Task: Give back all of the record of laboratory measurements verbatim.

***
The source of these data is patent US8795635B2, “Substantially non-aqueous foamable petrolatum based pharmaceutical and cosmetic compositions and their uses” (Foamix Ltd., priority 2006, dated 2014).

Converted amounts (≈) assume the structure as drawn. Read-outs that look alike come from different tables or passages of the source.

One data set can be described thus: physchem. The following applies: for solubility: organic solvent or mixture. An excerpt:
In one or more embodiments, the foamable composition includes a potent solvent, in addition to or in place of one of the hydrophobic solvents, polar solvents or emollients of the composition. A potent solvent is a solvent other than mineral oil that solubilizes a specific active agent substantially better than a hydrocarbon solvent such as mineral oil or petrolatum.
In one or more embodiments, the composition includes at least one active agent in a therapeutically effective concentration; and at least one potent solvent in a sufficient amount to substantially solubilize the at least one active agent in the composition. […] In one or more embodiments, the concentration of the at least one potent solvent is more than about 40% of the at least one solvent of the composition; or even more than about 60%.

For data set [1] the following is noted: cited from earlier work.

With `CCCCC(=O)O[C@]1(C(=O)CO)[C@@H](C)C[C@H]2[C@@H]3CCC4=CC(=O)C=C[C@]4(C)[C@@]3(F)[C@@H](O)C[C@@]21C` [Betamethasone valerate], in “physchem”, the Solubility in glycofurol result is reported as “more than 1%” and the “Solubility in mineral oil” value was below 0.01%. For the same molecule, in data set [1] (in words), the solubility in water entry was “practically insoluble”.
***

The source of these data is patent US8795635B2, “Substantially non-aqueous foamable petrolatum based pharmaceutical and cosmetic compositions and their uses” (Foamix Ltd., priority 2006, dated 2014).

Converted amounts (≈) assume the structure as drawn. Read-outs that look alike come from different tables or passages of the source.

One data set can be described thus: physchem. The following applies: for solubility: organic solvent or mixture. An excerpt:
In one or more embodiments, the foamable composition includes a potent solvent, in addition to or in place of one of the hydrophobic solvents, polar solvents or emollients of the composition. A potent solvent is a solvent other than mineral oil that solubilizes a specific active agent substantially better than a hydrocarbon solvent such as mineral oil or petrolatum.
In one or more embodiments, the composition includes at least one active agent in a therapeutically effective concentration; and at least one potent solvent in a sufficient amount to substantially solubilize the at least one active agent in the composition. […] In one or more embodiments, the concentration of the at least one potent solvent is more than about 40% of the at least one solvent of the composition; or even more than about 60%.

For data set [1] the following is noted: cited from earlier work.

With `CCCCC(=O)O[C@]1(C(=O)CO)[C@@H](C)C[C@H]2[C@@H]3CCC4=CC(=O)C=C[C@]4(C)[C@@]3(F)[C@@H](O)C[C@@]21C` [Betamethasone valerate], in “physchem”, the Solubility in glycofurol result is reported as “more than 1%” and the “Solubility in mineral oil” value was below 0.01%. For the same molecule, in data set [1] (in words), the solubility in water entry was “practically insoluble”.